The UK consumes less energy today than it did in 1970, in spite of its population increasing by more than nine million people. While this improvement in energy consumption is remarkable, it is not sufficient. The Energy and Climate Change Committee acknowledges this, and seeks to examine how the decarbonisation of heat and transport can be improved in the long term and what challenges must be taken into consideration.
Our submission shows that the UK has so far predominantly focused on improving energy efficiency and the creation of cleaner energy. Whilst this is both commendable and necessary, it can however never fully solve the problem of increasing emissions. Globally, the Kaya equation is used to calculate the impact of carbon emissions on our environment. Energy efficiency and carbon intensity are only two out of four variables that determine the outcome of this calculation. We argue that the government completely overlooks the importance of the value ‘population size’.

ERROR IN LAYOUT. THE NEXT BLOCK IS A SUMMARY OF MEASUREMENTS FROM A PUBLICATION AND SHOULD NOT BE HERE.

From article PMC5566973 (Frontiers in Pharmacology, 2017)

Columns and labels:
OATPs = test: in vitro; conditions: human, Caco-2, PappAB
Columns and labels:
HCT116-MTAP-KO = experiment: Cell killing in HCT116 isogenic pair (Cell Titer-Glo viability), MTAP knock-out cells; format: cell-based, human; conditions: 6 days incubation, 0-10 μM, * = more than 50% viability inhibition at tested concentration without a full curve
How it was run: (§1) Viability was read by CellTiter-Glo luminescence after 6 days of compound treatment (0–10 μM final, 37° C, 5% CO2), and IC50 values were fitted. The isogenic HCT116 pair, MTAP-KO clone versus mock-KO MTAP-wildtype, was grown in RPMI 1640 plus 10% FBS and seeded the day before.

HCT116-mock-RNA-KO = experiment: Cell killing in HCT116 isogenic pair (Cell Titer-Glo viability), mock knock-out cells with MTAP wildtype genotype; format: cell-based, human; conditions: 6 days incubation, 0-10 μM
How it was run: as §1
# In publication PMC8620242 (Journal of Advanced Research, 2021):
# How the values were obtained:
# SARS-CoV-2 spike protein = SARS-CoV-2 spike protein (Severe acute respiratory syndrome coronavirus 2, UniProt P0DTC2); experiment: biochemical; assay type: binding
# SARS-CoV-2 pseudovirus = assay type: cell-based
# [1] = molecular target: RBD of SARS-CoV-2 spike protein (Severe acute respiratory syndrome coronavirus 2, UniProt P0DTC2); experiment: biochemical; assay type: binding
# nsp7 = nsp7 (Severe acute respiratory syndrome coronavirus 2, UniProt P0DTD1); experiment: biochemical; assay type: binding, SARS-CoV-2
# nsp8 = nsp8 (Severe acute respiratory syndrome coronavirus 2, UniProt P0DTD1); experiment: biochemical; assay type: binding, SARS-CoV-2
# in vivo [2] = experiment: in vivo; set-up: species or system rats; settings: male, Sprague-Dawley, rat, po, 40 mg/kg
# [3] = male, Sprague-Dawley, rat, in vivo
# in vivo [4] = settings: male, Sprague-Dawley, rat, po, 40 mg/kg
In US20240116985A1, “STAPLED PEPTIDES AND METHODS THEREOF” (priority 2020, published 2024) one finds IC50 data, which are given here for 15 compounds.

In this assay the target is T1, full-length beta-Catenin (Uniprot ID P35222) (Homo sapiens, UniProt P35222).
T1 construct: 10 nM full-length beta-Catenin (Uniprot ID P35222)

The UK’s population has grown significantly in the past few decades, and it is predicted that it may increase to 70 million residents by 2027. Naturally, such growth will make it difficult to lower carbon emissions even when technology improves dramatically. Consequently, the government should actively promote population stabilisation, domestically and internationally, to achieve its sustainability goals in the long term.